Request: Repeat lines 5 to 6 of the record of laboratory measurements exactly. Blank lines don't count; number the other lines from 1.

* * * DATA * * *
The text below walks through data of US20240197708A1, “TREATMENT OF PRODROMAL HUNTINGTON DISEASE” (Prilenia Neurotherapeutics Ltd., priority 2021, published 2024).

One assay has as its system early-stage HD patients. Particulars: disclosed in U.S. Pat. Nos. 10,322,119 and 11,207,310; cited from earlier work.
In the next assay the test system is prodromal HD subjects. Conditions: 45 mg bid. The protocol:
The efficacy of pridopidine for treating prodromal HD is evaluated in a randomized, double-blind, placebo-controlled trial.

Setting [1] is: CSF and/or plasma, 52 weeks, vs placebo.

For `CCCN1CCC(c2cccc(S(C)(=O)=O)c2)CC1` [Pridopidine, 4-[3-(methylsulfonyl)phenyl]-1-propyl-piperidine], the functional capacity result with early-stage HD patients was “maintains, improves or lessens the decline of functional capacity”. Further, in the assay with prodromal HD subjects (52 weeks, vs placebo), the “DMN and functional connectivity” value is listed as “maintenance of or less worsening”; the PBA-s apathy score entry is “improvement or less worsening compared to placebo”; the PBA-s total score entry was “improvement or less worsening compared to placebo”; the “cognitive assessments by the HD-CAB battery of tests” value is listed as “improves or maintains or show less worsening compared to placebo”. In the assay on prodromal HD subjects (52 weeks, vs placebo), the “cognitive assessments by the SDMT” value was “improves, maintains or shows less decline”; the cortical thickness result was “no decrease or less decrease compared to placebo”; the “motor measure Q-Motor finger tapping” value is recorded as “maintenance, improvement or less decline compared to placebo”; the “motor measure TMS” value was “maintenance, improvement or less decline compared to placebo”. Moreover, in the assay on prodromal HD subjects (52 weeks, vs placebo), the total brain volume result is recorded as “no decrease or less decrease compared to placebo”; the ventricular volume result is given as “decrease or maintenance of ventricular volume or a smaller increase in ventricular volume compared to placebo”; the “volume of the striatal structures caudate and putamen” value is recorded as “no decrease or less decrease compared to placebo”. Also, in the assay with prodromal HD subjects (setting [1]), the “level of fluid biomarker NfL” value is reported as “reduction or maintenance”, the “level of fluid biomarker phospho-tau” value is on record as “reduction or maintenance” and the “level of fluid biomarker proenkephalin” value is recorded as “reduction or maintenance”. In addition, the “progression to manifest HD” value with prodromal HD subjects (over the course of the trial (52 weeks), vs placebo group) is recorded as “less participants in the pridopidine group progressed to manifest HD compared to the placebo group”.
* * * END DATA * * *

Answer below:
Setting [1] is: CSF and/or plasma, 52 weeks, vs placebo.

For `CCCN1CCC(c2cccc(S(C)(=O)=O)c2)CC1` [Pridopidine, 4-[3-(methylsulfonyl)phenyl]-1-propyl-piperidine], the functional capacity result with early-stage HD patients was “maintains, improves or lessens the decline of functional capacity”. Further, in the assay with prodromal HD subjects (52 weeks, vs placebo), the “DMN and functional connectivity” value is listed as “maintenance of or less worsening”; the PBA-s apathy score entry is “improvement or less worsening compared to placebo”; the PBA-s total score entry was “improvement or less worsening compared to placebo”; the “cognitive assessments by the HD-CAB battery of tests” value is listed as “improves or maintains or show less worsening compared to placebo”. In the assay on prodromal HD subjects (52 weeks, vs placebo), the “cognitive assessments by the SDMT” value was “improves, maintains or shows less decline”; the cortical thickness result was “no decrease or less decrease compared to placebo”; the “motor measure Q-Motor finger tapping” value is recorded as “maintenance, improvement or less decline compared to placebo”; the “motor measure TMS” value was “maintenance, improvement or less decline compared to placebo”. Moreover, in the assay on prodromal HD subjects (52 weeks, vs placebo), the total brain volume result is recorded as “no decrease or less decrease compared to placebo”; the ventricular volume result is given as “decrease or maintenance of ventricular volume or a smaller increase in ventricular volume compared to placebo”; the “volume of the striatal structures caudate and putamen” value is recorded as “no decrease or less decrease compared to placebo”. Also, in the assay with prodromal HD subjects (setting [1]), the “level of fluid biomarker NfL” value is reported as “reduction or maintenance”, the “level of fluid biomarker phospho-tau” value is on record as “reduction or maintenance” and the “level of fluid biomarker proenkephalin” value is recorded as “reduction or maintenance”. In addition, the “progression to manifest HD” value with prodromal HD subjects (over the course of the trial (52 weeks), vs placebo group) is recorded as “less participants in the pridopidine group progressed to manifest HD compared to the placebo group”.